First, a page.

Cloud-Based Robot Grasping with the Google Object Recognition Engine
What if robots were not limited by onboard computation, algorithms did not need to be implemented on every class of robot, and model improvements from sensor data could be shared across many robots? What if one could use the Internet, with the millions of photos that are uploaded and made publicly available every day, as a potential source for computation and data about objects, their semantics, and how to manipulate them.
In Cloud-Based Robot Grasping with the Google Object Recognition Engine
, presented at the 2013 IEEE International Conference on Robotics and Automation (http://goo.gl/VRbLqV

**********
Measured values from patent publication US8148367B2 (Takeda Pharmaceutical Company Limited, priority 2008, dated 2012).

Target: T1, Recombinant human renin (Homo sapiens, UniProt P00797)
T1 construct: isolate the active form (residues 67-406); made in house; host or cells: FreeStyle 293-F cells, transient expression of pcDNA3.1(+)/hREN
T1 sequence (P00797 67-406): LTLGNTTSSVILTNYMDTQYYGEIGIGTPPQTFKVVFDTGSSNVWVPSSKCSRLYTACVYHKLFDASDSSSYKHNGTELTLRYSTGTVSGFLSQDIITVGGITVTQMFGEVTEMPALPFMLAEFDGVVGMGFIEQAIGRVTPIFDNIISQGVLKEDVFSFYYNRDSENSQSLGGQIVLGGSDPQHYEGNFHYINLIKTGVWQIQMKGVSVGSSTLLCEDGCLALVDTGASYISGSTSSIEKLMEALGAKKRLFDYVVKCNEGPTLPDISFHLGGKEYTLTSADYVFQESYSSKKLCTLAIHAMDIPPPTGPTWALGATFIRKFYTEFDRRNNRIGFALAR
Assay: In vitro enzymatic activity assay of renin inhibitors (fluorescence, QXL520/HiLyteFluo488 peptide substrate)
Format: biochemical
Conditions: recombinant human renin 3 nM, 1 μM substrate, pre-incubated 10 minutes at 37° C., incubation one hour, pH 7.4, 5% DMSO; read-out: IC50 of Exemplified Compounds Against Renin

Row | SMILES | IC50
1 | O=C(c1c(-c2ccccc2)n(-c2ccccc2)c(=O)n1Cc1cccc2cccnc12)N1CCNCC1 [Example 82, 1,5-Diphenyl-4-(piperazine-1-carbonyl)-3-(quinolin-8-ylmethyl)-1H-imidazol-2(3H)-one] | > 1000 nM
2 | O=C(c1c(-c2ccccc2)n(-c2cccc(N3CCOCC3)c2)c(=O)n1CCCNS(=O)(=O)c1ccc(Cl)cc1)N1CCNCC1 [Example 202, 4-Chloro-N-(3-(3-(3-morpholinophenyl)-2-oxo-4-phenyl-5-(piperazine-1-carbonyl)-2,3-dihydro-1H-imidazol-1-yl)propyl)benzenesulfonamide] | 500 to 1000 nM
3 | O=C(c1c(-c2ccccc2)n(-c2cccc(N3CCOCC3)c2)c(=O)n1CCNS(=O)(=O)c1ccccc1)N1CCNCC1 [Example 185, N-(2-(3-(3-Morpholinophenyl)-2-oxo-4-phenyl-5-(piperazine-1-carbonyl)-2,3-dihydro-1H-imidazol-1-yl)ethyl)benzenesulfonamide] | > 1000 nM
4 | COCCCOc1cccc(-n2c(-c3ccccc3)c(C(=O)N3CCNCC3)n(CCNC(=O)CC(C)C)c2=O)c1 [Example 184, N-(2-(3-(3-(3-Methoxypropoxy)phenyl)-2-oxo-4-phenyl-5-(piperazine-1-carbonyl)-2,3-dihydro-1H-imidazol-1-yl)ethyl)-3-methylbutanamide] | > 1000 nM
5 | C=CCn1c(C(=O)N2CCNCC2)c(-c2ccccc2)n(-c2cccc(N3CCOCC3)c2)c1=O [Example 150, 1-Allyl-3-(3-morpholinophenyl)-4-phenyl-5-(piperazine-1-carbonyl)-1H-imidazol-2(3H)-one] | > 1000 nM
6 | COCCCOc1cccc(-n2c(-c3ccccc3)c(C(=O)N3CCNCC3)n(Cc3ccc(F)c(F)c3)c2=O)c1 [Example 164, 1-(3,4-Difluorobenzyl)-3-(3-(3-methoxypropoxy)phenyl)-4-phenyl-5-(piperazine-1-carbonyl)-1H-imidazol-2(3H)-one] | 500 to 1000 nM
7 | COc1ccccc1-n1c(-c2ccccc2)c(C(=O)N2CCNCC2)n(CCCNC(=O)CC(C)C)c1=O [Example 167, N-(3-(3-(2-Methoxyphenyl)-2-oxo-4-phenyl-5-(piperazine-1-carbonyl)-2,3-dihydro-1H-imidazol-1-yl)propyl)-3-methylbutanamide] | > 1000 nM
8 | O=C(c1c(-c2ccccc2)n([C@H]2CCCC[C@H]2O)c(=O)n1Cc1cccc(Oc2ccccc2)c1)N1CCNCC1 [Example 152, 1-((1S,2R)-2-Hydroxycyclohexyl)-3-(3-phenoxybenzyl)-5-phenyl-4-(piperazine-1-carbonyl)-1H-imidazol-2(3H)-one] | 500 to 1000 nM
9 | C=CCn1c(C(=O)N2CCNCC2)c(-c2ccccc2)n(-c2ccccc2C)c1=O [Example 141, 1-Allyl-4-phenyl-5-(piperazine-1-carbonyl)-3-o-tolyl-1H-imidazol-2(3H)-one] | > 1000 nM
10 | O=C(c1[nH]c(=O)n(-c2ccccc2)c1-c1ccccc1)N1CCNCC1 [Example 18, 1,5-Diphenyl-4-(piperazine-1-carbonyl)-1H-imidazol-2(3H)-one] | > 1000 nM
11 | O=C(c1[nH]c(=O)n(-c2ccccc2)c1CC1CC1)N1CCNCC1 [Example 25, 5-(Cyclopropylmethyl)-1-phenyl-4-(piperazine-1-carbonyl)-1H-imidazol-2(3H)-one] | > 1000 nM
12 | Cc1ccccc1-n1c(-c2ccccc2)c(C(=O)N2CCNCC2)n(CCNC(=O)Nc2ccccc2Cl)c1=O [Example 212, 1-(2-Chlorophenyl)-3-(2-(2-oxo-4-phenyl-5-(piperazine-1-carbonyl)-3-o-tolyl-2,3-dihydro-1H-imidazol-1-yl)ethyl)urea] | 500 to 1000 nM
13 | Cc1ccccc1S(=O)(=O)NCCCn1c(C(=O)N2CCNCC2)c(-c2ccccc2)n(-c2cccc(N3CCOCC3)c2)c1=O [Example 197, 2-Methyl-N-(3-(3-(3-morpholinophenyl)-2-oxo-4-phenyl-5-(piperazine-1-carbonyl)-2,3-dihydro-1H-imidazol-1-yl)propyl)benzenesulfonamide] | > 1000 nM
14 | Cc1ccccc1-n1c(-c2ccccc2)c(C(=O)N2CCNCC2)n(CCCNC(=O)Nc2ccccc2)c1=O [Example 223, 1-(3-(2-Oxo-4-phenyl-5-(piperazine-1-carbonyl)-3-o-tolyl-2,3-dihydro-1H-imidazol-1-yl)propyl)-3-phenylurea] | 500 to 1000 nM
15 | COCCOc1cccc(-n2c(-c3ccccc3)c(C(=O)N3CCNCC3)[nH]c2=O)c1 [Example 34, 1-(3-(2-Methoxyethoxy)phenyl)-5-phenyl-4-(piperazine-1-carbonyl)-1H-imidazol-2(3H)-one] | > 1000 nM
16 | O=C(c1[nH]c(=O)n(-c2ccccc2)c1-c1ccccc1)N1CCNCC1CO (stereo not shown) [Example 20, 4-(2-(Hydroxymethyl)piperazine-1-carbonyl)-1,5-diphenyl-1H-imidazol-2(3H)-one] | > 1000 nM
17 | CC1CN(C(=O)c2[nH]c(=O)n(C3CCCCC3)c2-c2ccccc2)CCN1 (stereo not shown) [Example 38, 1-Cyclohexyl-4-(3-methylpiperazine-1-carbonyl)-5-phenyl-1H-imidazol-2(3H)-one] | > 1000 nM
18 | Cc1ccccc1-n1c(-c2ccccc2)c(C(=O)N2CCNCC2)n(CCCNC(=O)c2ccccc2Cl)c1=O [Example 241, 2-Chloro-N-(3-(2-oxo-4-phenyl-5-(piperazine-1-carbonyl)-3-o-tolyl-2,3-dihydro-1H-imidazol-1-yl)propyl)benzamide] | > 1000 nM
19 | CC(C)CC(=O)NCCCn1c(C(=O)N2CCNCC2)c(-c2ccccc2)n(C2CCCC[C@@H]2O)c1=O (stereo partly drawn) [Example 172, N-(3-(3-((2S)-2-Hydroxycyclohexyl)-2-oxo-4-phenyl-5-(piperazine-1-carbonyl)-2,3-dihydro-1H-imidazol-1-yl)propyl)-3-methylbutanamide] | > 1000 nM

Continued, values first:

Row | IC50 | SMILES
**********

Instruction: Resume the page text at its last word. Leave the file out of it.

) and recently highlighted in the list of influential Google papers from 2013 (goo.gl/heOFbW
), Googlers +Sal Candido
and +James Kuffner
along with UC Berkeley researchers Ben Kehoe, +Akihiro Matsukawa
and +Ken Goldberg
detailed a system architecture, an implemented prototype, and initial experimental data for a cloud-based robot grasping system.
Using a Willow Garage PR2 robot with onboard color and depth cameras, object recognition was performed in the cloud by a using a variant of the Google Goggles object recognition engine, while the Point Cloud Library (PCL) was used for pose estimation, and Columbia University’s GraspIt! toolkit and OpenRAVE implemented for grasping.
To learn more, read the full paper at http://goo.gl/Yuv8Ak